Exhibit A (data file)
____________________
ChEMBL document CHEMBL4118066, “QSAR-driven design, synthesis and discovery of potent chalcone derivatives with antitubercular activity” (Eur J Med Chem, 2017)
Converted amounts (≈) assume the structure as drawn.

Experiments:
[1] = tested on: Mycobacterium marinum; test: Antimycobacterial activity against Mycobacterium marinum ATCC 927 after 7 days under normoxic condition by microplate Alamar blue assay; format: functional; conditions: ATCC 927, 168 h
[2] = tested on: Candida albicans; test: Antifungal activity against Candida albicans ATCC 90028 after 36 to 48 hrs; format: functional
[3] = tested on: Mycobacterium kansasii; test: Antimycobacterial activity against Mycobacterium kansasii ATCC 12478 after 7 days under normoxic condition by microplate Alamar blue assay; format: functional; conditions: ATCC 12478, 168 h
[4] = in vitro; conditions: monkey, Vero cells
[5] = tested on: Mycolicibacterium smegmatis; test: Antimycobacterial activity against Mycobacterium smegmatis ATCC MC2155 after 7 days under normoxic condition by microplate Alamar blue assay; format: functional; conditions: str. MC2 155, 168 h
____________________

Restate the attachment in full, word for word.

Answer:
ChEMBL document CHEMBL4118066, “QSAR-driven design, synthesis and discovery of potent chalcone derivatives with antitubercular activity” (Eur J Med Chem, 2017)
Converted amounts (≈) assume the structure as drawn.

Experiments:
[1] = tested on: Mycobacterium marinum; test: Antimycobacterial activity against Mycobacterium marinum ATCC 927 after 7 days under normoxic condition by microplate Alamar blue assay; format: functional; conditions: ATCC 927, 168 h
[2] = tested on: Candida albicans; test: Antifungal activity against Candida albicans ATCC 90028 after 36 to 48 hrs; format: functional
[3] = tested on: Mycobacterium kansasii; test: Antimycobacterial activity against Mycobacterium kansasii ATCC 12478 after 7 days under normoxic condition by microplate Alamar blue assay; format: functional; conditions: ATCC 12478, 168 h
[4] = in vitro; conditions: monkey, Vero cells
[5] = tested on: Mycolicibacterium smegmatis; test: Antimycobacterial activity against Mycobacterium smegmatis ATCC MC2155 after 7 days under normoxic condition by microplate Alamar blue assay; format: functional; conditions: str. MC2 155, 168 h